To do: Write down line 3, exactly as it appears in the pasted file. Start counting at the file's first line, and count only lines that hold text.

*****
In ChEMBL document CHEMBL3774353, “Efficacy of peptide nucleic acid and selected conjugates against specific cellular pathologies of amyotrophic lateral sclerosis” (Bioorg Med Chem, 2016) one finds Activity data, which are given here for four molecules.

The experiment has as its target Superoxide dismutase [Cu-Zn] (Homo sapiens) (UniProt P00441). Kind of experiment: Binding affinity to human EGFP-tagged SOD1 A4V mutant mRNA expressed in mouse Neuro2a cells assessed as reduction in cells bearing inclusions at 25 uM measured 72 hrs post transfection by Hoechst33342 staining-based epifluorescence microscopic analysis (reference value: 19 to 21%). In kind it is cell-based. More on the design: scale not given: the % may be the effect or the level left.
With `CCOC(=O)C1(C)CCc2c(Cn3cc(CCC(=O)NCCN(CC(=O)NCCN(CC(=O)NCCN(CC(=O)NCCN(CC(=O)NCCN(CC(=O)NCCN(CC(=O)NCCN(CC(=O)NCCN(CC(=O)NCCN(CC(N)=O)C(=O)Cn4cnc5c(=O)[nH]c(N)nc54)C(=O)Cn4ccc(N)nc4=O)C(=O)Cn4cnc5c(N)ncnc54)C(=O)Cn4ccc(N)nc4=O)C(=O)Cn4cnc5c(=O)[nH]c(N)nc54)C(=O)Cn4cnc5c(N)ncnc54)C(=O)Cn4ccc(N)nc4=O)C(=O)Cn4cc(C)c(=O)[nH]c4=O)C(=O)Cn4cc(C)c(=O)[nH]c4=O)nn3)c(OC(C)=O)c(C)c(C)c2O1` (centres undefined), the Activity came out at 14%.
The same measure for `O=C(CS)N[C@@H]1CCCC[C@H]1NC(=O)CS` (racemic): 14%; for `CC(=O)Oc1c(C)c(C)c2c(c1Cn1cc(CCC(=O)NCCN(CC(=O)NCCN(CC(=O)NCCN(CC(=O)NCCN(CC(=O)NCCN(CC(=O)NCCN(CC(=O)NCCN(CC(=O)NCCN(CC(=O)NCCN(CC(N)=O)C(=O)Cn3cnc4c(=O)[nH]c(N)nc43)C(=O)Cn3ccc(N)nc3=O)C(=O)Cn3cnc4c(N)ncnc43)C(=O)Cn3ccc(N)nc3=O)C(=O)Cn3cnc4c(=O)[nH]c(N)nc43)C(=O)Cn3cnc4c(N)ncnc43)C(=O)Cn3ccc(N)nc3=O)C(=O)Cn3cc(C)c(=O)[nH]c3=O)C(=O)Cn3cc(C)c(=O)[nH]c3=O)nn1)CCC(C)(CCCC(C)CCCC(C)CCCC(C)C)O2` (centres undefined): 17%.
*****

With `CCOC(=O)C1(C)CCc2c(Cn3cc(CCC(=O)NCCN(CC(=O)NCCN(CC(=O)NCCN(CC(=O)NCCN(CC(=O)NCCN(CC(=O)NCCN(CC(=O)NCCN(CC(=O)NCCN(CC(=O)NCCN(CC(N)=O)C(=O)Cn4cnc5c(=O)[nH]c(N)nc54)C(=O)Cn4ccc(N)nc4=O)C(=O)Cn4cnc5c(N)ncnc54)C(=O)Cn4ccc(N)nc4=O)C(=O)Cn4cnc5c(=O)[nH]c(N)nc54)C(=O)Cn4cnc5c(N)ncnc54)C(=O)Cn4ccc(N)nc4=O)C(=O)Cn4cc(C)c(=O)[nH]c4=O)C(=O)Cn4cc(C)c(=O)[nH]c4=O)nn3)c(OC(C)=O)c(C)c(C)c2O1` (centres undefined), the Activity came out at 14%.